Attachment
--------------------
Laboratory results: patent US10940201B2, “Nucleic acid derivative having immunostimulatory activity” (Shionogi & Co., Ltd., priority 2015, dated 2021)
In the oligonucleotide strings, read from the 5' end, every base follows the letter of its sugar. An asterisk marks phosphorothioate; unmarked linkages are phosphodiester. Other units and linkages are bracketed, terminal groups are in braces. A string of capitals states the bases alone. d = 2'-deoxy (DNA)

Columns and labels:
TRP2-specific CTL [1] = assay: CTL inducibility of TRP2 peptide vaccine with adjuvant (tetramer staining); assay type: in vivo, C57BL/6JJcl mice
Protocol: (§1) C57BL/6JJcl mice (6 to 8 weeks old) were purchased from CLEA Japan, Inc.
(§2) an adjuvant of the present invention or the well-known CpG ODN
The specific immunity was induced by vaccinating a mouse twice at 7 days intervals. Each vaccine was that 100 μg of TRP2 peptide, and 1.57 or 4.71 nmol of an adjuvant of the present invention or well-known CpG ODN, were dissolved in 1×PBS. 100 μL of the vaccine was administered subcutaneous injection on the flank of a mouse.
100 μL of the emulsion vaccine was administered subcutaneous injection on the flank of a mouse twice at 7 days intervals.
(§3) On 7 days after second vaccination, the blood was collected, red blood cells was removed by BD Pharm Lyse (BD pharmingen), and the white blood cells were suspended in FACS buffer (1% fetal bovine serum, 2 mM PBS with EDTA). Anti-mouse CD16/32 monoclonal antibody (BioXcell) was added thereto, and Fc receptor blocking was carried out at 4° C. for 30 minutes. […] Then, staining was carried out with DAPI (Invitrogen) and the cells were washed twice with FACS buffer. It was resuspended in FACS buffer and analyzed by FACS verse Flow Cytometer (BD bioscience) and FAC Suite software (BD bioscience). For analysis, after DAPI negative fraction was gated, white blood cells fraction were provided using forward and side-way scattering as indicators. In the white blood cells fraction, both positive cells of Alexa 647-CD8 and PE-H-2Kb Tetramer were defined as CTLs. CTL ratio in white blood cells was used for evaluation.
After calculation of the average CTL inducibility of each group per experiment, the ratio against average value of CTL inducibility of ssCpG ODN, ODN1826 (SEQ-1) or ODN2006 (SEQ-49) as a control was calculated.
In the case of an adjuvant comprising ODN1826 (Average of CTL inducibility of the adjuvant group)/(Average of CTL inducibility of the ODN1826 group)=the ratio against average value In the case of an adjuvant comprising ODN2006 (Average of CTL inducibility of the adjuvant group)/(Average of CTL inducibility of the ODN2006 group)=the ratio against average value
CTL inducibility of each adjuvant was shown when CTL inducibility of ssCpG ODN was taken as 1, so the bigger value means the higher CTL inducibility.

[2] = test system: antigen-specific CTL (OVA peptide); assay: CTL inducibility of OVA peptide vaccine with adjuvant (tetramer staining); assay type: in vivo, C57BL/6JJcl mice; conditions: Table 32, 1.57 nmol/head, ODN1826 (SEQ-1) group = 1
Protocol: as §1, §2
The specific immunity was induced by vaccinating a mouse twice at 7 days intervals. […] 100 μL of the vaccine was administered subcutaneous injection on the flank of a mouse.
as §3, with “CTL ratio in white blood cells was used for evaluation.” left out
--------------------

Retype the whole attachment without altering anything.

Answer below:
Laboratory results: patent US10940201B2, “Nucleic acid derivative having immunostimulatory activity” (Shionogi & Co., Ltd., priority 2015, dated 2021)
In the oligonucleotide strings, read from the 5' end, every base follows the letter of its sugar. An asterisk marks phosphorothioate; unmarked linkages are phosphodiester. Other units and linkages are bracketed, terminal groups are in braces. A string of capitals states the bases alone. d = 2'-deoxy (DNA)

Columns and labels:
TRP2-specific CTL [1] = assay: CTL inducibility of TRP2 peptide vaccine with adjuvant (tetramer staining); assay type: in vivo, C57BL/6JJcl mice
Protocol: (§1) C57BL/6JJcl mice (6 to 8 weeks old) were purchased from CLEA Japan, Inc.
(§2) an adjuvant of the present invention or the well-known CpG ODN
The specific immunity was induced by vaccinating a mouse twice at 7 days intervals. Each vaccine was that 100 μg of TRP2 peptide, and 1.57 or 4.71 nmol of an adjuvant of the present invention or well-known CpG ODN, were dissolved in 1×PBS. 100 μL of the vaccine was administered subcutaneous injection on the flank of a mouse.
100 μL of the emulsion vaccine was administered subcutaneous injection on the flank of a mouse twice at 7 days intervals.
(§3) On 7 days after second vaccination, the blood was collected, red blood cells was removed by BD Pharm Lyse (BD pharmingen), and the white blood cells were suspended in FACS buffer (1% fetal bovine serum, 2 mM PBS with EDTA). Anti-mouse CD16/32 monoclonal antibody (BioXcell) was added thereto, and Fc receptor blocking was carried out at 4° C. for 30 minutes. […] Then, staining was carried out with DAPI (Invitrogen) and the cells were washed twice with FACS buffer. It was resuspended in FACS buffer and analyzed by FACS verse Flow Cytometer (BD bioscience) and FAC Suite software (BD bioscience). For analysis, after DAPI negative fraction was gated, white blood cells fraction were provided using forward and side-way scattering as indicators. In the white blood cells fraction, both positive cells of Alexa 647-CD8 and PE-H-2Kb Tetramer were defined as CTLs. CTL ratio in white blood cells was used for evaluation.
After calculation of the average CTL inducibility of each group per experiment, the ratio against average value of CTL inducibility of ssCpG ODN, ODN1826 (SEQ-1) or ODN2006 (SEQ-49) as a control was calculated.
In the case of an adjuvant comprising ODN1826 (Average of CTL inducibility of the adjuvant group)/(Average of CTL inducibility of the ODN1826 group)=the ratio against average value In the case of an adjuvant comprising ODN2006 (Average of CTL inducibility of the adjuvant group)/(Average of CTL inducibility of the ODN2006 group)=the ratio against average value
CTL inducibility of each adjuvant was shown when CTL inducibility of ssCpG ODN was taken as 1, so the bigger value means the higher CTL inducibility.

[2] = test system: antigen-specific CTL (OVA peptide); assay: CTL inducibility of OVA peptide vaccine with adjuvant (tetramer staining); assay type: in vivo, C57BL/6JJcl mice; conditions: Table 32, 1.57 nmol/head, ODN1826 (SEQ-1) group = 1
Protocol: as §1, §2
The specific immunity was induced by vaccinating a mouse twice at 7 days intervals. […] 100 μL of the vaccine was administered subcutaneous injection on the flank of a mouse.
as §3, with “CTL ratio in white blood cells was used for evaluation.” left out